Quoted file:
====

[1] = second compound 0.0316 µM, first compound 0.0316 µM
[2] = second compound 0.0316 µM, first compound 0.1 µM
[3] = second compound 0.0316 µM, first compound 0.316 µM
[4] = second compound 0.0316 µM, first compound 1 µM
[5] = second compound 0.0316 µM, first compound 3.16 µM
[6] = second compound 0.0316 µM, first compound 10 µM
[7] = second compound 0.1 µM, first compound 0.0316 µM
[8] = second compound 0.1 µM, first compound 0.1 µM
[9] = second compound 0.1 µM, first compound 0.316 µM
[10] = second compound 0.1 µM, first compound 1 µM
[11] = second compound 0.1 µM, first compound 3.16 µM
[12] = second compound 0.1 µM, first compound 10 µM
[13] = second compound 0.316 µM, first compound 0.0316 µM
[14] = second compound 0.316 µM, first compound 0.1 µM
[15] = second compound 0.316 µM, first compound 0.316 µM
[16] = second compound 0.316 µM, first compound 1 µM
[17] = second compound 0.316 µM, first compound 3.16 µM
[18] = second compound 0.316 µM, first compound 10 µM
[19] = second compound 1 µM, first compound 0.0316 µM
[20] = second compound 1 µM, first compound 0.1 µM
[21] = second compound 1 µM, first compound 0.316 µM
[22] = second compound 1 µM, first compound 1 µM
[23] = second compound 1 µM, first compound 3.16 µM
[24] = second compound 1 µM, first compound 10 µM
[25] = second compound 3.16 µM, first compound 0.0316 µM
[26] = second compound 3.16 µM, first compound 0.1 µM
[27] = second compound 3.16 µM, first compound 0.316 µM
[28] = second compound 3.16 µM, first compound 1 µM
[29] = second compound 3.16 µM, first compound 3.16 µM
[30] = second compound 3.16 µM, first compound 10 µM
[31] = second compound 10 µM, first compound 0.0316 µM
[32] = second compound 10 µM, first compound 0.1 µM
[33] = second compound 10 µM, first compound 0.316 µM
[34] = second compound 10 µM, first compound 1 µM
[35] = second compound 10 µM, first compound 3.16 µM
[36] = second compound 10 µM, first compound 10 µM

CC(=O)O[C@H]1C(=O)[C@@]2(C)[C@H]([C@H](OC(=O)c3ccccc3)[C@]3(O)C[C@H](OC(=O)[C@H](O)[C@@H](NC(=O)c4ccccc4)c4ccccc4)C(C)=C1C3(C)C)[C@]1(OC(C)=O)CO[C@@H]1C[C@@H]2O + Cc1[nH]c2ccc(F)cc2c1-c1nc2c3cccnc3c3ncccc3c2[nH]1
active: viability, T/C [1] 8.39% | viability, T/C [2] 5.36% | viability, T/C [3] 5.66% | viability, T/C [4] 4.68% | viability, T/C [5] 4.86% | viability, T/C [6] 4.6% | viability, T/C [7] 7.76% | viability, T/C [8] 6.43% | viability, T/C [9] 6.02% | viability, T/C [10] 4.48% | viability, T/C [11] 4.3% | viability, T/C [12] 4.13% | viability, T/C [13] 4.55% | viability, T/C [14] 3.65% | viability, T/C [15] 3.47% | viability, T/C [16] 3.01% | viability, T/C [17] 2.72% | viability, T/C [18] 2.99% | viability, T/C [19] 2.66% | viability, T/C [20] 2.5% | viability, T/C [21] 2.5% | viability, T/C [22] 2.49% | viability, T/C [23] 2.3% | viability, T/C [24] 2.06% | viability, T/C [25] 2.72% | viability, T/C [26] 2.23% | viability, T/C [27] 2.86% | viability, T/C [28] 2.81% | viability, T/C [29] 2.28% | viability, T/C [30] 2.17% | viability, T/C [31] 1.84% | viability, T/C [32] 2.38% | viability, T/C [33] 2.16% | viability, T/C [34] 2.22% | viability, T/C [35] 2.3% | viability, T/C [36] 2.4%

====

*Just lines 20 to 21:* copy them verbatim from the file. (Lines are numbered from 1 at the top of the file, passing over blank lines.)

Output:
[20] = second compound 1 µM, first compound 0.1 µM
[21] = second compound 1 µM, first compound 0.316 µM